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J. theor. Biol. (2003) 220, 407418 doi:10.1006/jtbi.2003.3104, available online at http://www.idealibrary.

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The Hitchhikers Guide to Altruism: Gene-culture Coevolution, and the Internalization of Norms
Herbert Gintisn
Santa Fe Institute and Department of Economics, University of Massachusetts, 15 Forbes Avenue, MA 01060, Northampton, U.S.A. (Received on 5 December 2001, Accepted in revised form on 4 June 2002)

An internal norm is a pattern of behavior enforced in part by internal sanctions, such as shame, guilt and loss of self-esteem, as opposed to purely external sanctions, such as material rewards and punishment. The ability to internalize norms is widespread among humans, although in some so-called sociopaths, this capacity is diminished or lacking. Suppose there is one genetic locus that controls the capacity to internalize norms. This model shows that if an internal norm is tness enhancing, then for plausible patterns of socialization, the allele for internalization of norms is evolutionarily stable. This framework can be used to model Herbert Simons (1990) explanation of altruism, showing that altruistic norms can hitchhike on the general tendency of internal norms to be personally tness-enhancing. A multi-level selection, gene-culture coevolution argument then explains why individually tness-reducing internal norms are likely to be prosocial as opposed to socially harmful. r 2003 Elsevier Science Ltd. All rights reserved.

Introduction An internal norm is a pattern of behavior enforced in part by internal sanctions, including shame, guilt and loss of self-esteem, as opposed to purely external sanctions, such as material rewards and punishments. Humans internalize norms through socialization by parents (vertical transmission) and extraparental conspecics (oblique and horizontal transmission). The capacity to internalize norms is widespread among humans, although in some so-called sociopaths, this capacity is diminished or lacking (Mealey, 1995). Human behavior is commonly modeled assuming agents have objective functions which they maximize subject to constraints. In these terms, the capacity to internalize norms means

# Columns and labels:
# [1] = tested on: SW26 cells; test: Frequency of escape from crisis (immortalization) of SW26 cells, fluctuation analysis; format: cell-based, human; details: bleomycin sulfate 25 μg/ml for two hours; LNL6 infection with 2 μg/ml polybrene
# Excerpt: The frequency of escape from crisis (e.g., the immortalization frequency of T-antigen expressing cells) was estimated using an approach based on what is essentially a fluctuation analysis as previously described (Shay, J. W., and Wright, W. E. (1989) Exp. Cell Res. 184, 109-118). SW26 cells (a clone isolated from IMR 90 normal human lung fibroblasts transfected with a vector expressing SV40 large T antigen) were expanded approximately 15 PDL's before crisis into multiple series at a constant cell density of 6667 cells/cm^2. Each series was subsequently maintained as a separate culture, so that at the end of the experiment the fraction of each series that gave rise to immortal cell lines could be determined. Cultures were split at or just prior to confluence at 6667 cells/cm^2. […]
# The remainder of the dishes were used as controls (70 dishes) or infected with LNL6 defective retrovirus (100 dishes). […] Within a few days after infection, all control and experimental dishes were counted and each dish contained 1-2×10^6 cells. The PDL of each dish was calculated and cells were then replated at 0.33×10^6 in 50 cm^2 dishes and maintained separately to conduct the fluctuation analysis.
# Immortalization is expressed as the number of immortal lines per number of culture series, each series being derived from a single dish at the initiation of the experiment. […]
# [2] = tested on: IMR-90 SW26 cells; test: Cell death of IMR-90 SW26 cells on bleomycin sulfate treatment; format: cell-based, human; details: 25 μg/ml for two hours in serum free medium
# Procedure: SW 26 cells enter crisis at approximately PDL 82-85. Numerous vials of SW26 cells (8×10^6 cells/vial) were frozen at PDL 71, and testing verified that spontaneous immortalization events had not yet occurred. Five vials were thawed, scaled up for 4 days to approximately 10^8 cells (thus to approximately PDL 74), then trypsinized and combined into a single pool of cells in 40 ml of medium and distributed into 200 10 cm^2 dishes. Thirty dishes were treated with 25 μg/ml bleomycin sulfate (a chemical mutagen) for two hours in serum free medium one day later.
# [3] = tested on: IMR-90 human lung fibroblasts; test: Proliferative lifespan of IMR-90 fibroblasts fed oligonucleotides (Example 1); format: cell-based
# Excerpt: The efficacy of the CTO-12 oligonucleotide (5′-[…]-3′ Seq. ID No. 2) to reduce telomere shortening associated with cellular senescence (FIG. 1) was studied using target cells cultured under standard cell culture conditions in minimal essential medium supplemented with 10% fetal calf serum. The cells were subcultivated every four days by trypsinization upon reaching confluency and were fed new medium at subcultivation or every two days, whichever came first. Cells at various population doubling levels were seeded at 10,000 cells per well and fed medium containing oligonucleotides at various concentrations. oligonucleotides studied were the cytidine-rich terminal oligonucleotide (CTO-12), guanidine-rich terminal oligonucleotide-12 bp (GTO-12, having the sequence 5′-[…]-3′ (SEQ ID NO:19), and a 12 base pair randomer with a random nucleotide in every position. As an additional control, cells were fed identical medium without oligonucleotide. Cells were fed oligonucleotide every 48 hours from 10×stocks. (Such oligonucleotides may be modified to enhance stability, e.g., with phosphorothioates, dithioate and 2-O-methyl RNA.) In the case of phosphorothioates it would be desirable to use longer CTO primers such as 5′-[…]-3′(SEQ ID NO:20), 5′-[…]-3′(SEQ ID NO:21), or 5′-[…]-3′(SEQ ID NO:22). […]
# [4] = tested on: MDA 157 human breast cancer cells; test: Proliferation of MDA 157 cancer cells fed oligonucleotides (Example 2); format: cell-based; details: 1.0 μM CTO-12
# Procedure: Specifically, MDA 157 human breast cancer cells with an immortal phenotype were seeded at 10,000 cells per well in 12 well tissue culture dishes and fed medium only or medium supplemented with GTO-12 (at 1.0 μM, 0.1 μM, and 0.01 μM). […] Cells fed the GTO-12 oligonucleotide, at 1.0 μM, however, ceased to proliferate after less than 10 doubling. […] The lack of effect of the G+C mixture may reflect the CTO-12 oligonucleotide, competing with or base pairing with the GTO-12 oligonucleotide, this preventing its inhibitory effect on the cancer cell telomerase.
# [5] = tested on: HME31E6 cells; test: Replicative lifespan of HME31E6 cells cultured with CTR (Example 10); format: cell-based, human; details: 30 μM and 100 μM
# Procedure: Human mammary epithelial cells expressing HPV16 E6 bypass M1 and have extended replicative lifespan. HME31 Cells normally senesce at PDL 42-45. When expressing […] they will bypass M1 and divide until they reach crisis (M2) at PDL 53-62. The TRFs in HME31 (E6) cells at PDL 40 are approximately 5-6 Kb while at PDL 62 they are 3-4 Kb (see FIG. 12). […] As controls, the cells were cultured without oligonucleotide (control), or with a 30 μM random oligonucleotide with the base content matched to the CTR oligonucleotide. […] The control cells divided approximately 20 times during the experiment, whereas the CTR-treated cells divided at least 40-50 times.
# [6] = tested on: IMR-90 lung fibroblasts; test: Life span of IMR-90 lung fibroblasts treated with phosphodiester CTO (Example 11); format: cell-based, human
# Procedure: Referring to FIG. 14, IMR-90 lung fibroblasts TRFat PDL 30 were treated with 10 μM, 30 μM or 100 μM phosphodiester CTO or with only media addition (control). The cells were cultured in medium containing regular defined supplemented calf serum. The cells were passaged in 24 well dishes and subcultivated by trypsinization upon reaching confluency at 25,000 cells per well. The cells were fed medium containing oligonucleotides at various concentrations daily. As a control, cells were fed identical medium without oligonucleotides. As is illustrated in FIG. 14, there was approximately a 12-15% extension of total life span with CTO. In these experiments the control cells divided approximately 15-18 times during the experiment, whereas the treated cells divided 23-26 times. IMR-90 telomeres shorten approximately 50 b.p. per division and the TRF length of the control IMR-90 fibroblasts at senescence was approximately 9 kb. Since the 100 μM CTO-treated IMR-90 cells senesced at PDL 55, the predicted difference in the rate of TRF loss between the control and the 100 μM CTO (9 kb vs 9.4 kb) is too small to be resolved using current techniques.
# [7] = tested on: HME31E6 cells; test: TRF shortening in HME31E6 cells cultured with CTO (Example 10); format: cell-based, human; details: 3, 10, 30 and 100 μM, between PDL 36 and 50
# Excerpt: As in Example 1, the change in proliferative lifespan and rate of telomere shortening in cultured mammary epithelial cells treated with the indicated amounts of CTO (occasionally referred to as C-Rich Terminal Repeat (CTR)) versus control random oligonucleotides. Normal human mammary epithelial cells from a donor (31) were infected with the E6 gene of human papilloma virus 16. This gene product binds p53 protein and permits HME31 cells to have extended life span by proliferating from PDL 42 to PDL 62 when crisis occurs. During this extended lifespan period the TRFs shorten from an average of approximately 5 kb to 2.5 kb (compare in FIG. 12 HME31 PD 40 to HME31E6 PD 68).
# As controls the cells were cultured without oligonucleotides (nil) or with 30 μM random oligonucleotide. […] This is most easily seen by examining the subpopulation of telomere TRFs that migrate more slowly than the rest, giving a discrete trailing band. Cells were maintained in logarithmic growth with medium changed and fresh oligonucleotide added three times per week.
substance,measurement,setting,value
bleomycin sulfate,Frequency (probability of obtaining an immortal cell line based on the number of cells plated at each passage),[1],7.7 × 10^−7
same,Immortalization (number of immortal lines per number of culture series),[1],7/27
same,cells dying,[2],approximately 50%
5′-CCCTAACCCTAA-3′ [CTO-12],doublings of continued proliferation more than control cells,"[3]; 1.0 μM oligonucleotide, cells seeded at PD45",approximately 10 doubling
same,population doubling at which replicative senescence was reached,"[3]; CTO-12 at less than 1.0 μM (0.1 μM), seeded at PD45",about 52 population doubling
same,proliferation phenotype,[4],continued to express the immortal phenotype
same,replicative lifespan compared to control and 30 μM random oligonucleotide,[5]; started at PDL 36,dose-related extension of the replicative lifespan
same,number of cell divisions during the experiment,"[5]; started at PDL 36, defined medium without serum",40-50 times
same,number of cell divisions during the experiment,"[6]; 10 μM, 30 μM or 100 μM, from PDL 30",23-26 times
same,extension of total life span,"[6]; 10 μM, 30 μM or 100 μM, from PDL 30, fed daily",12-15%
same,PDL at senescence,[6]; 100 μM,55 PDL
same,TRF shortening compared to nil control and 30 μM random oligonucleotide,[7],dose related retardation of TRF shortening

n Tel.: +1-413-586-7756; fax: +1-413-586-6014. E-mail address: hgintis@attbi.com (H. Gintis). URL: http://www-unix.oit.umass.edu/Bgintis.

human agents have socially programmable objective functions. Human behavior thus depends not only on beliefs, which concern constraints on action (taking action X will lead to result Y ), but values, which are the very goals of action. Suppose there is one genetic locus that controls the capacity to internalize norms. I develop models of gene-cultural coevolution to show that if an internal norm is tness enhancing, then the allele for internalization of norms is evolutionarily stable. Moreover, if the tness payoff to the internalized norm is sufciently large, or if there is a sufciently high rate of phenotypic level assortative mating, the allele for internalization is globally stable. Basic sociological theory holds that societys values are transmitted through the internalization of norms (Parsons, 1967; Grusec & Kuczynski, 1997). Successful societies tend to foster internal norms that enhance personal
r 2003 Elsevier Science Ltd. All rights reserved.